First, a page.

Road out of poverty marked by 16-year nearly perfect path, MIT researcher argues

Most people know that breaking generational cycles of poverty is difficult. But it may be harder than any of us ever imagined.
 
MIT economist Peter Temin postulates that the path out of poverty must be charted early on. Even then, the journey can easily be derailed. The Atlantic sums up his work this way:

“And how is one to move up from the lower group to the higher one? Education is key, Temin writes, but notes that this means plotting, starting in early childhood, a successful path to, and through, college. That’s a 16-year (or longer) plan that, as Temin compellingly observes, can be easily upended.”

This is exactly why Buckner Family Pathways is so effective. The residential program stabilizes single-parent families by providing safe, secure housing, child care assistance, counseling and access to practical classes that improve money management, communication skills and parenting.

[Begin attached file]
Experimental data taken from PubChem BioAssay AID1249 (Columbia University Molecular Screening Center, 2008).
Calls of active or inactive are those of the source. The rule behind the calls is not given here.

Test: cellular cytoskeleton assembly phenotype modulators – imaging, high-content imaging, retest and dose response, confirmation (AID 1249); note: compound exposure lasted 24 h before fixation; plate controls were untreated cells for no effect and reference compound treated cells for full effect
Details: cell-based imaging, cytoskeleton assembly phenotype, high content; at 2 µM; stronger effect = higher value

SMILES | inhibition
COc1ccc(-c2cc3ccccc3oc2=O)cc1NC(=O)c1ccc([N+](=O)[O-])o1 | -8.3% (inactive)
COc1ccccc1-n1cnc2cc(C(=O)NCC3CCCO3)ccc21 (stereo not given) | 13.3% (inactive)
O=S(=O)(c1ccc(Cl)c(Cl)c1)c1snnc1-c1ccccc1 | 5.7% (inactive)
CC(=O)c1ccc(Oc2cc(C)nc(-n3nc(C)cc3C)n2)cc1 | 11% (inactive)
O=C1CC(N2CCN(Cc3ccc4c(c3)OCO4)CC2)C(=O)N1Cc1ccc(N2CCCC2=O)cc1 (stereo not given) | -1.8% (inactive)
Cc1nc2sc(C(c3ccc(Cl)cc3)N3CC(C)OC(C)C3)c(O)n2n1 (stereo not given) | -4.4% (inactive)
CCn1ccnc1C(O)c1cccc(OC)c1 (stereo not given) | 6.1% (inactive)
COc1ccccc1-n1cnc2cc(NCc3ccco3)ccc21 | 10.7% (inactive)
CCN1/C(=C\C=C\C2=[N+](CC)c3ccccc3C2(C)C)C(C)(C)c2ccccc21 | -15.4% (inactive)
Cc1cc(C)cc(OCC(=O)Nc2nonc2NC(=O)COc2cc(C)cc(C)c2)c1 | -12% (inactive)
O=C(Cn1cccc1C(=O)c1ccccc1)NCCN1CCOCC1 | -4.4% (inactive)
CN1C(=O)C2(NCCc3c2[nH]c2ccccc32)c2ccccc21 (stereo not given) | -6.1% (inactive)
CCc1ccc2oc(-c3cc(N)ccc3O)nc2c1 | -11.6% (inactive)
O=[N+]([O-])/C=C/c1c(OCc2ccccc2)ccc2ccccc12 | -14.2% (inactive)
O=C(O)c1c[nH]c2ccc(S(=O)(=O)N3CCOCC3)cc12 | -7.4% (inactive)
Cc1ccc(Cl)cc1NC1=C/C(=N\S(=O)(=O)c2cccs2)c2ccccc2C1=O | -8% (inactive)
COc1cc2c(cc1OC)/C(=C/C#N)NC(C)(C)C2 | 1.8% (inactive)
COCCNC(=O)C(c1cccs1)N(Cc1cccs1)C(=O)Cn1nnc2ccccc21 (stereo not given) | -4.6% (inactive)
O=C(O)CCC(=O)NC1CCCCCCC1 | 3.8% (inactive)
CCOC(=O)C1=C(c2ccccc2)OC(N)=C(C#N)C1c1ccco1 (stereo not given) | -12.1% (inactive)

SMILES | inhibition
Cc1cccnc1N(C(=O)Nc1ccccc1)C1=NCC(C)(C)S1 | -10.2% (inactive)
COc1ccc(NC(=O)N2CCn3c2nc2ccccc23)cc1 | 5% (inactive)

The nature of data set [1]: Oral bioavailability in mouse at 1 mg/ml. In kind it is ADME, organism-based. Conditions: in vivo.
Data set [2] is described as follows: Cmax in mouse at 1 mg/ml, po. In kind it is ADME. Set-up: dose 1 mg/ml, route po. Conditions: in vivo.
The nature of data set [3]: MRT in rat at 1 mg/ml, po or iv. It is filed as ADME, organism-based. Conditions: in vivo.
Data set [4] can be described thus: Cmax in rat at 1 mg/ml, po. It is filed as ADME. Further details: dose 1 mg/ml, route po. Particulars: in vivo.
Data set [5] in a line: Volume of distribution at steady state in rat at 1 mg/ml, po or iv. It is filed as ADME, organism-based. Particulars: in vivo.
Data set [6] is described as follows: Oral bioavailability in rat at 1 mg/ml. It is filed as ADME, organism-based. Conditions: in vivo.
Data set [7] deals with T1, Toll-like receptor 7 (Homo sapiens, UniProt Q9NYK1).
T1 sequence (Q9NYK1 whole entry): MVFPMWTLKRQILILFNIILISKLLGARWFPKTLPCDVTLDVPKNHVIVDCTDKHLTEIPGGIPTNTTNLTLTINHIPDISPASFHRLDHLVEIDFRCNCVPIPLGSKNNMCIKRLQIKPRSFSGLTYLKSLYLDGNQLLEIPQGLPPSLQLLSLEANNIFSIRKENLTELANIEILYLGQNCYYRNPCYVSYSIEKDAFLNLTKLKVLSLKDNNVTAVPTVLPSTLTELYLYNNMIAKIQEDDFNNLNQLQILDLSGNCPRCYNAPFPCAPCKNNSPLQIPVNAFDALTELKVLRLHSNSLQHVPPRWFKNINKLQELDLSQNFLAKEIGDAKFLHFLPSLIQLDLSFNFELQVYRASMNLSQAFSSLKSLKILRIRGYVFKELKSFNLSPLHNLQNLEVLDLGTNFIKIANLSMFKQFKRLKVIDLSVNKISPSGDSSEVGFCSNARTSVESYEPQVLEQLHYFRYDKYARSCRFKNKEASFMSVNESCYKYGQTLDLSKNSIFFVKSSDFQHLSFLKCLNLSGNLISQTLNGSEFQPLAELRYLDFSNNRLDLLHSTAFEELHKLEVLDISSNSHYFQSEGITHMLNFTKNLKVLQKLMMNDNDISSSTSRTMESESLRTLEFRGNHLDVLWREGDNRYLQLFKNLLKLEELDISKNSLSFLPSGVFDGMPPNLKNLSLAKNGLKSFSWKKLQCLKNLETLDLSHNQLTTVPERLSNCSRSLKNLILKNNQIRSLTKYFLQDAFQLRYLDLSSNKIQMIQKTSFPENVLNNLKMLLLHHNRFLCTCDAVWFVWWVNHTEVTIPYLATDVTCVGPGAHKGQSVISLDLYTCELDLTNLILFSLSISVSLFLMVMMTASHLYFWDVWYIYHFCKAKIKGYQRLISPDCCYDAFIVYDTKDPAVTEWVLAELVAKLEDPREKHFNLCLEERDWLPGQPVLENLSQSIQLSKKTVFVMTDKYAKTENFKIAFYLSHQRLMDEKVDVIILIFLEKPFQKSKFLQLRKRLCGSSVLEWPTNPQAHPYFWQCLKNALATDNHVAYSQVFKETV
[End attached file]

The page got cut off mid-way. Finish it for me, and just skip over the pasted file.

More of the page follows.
With that support, parents can focus on themselves and their family. They enroll and complete degrees in higher education. As parents work on their coursework and progress through their degree plans, their children observe their hard work. By watching, they understand education is important.
 
As a result, roughly 90 percent of children of Family Pathways residents enroll in college. 
 
That’s changing generations. Higher education provides access to higher-paying jobs. Higher-paying jobs leads to more financially stable families.

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